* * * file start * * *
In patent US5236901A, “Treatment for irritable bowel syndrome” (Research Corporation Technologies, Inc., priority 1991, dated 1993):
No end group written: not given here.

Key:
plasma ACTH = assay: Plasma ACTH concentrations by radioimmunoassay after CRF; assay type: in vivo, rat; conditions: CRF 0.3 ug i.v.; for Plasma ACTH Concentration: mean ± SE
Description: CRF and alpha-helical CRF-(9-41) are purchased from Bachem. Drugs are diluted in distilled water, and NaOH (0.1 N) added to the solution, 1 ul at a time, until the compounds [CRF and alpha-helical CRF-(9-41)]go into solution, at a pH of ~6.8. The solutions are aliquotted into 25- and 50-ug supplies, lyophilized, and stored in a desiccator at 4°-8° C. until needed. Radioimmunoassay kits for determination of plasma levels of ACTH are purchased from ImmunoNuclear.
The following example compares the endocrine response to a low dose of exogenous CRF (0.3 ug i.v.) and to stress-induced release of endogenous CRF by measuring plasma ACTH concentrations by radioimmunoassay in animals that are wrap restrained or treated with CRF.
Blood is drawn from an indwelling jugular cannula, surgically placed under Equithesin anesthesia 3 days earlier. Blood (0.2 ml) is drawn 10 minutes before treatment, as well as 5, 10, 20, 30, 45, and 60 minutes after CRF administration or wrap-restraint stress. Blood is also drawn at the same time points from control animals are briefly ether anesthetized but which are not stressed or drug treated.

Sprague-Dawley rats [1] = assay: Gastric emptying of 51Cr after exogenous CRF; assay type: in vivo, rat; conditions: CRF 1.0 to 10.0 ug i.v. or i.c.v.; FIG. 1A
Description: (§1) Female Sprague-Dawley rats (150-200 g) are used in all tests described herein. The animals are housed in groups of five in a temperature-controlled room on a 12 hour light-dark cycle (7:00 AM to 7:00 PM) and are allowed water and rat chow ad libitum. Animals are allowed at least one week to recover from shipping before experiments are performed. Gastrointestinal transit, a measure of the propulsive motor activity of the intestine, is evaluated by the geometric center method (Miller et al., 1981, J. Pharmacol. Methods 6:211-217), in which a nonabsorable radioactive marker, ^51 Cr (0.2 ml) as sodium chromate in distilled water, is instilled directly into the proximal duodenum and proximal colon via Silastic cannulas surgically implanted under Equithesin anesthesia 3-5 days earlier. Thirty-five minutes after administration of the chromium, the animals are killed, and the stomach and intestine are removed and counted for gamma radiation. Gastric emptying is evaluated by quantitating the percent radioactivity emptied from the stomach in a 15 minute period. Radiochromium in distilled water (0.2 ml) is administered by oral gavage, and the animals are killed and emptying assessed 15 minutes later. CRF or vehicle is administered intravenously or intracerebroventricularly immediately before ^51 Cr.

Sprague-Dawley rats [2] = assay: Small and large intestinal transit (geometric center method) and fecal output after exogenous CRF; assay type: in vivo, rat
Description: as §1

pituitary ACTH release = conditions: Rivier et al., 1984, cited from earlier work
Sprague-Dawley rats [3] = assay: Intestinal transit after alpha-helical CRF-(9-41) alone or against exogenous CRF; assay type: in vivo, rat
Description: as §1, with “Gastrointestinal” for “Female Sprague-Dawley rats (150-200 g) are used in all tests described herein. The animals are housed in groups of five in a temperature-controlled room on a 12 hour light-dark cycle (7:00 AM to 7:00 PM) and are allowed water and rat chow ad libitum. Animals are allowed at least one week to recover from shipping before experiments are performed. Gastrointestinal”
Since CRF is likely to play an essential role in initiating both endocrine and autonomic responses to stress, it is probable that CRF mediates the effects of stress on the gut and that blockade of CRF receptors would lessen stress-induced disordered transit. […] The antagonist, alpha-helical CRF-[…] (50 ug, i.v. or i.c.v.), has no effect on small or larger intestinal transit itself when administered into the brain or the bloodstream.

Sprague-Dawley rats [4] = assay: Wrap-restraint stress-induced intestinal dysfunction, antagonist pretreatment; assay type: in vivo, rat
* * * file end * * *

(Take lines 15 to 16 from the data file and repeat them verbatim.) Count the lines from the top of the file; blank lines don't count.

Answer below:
Since CRF is likely to play an essential role in initiating both endocrine and autonomic responses to stress, it is probable that CRF mediates the effects of stress on the gut and that blockade of CRF receptors would lessen stress-induced disordered transit. […] The antagonist, alpha-helical CRF-[…] (50 ug, i.v. or i.c.v.), has no effect on small or larger intestinal transit itself when administered into the brain or the bloodstream.

Sprague-Dawley rats [4] = assay: Wrap-restraint stress-induced intestinal dysfunction, antagonist pretreatment; assay type: in vivo, rat